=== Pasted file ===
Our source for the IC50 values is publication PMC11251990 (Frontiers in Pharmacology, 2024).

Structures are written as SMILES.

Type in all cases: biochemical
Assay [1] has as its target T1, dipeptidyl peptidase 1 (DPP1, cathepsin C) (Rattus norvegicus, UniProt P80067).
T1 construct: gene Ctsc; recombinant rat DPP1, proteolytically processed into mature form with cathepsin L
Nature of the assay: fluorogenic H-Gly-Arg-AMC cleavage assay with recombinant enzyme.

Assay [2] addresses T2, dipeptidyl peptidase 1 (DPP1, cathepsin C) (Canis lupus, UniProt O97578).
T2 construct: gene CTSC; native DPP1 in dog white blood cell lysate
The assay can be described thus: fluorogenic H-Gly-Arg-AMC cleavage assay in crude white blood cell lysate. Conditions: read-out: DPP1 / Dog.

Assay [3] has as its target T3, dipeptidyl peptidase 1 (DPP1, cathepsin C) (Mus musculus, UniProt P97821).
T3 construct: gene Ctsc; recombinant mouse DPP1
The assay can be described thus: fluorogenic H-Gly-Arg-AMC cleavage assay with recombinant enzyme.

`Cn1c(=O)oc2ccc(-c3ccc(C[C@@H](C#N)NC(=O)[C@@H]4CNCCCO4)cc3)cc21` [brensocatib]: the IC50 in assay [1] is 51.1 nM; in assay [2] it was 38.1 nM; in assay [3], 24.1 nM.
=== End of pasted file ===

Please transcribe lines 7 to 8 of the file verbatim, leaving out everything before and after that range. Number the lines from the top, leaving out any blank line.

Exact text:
Assay [2] addresses T2, dipeptidyl peptidase 1 (DPP1, cathepsin C) (Canis lupus, UniProt O97578).
T2 construct: gene CTSC; native DPP1 in dog white blood cell lysate